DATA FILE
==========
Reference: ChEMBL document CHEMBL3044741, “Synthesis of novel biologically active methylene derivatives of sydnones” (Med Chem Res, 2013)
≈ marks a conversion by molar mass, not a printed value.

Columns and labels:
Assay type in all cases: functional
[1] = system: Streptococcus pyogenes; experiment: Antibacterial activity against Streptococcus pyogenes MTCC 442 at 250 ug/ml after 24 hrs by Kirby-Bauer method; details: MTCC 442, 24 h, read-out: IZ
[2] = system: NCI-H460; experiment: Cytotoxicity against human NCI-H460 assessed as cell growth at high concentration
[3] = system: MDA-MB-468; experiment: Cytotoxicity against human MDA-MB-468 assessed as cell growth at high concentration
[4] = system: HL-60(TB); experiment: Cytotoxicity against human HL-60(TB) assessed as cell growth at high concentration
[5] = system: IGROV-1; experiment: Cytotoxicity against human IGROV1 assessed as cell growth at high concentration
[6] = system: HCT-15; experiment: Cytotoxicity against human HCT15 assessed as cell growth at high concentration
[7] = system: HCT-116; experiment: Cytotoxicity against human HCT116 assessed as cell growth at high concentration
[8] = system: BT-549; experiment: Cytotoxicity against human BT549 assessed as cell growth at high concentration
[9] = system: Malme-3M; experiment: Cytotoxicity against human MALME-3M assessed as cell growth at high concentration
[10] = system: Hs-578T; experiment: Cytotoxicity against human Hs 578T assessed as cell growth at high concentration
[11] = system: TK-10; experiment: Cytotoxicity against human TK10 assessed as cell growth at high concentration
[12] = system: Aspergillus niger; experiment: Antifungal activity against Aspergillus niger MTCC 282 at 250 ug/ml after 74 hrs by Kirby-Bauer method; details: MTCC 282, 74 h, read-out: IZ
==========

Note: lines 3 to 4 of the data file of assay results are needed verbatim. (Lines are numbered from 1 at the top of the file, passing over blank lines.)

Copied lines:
Columns and labels:
Assay type in all cases: functional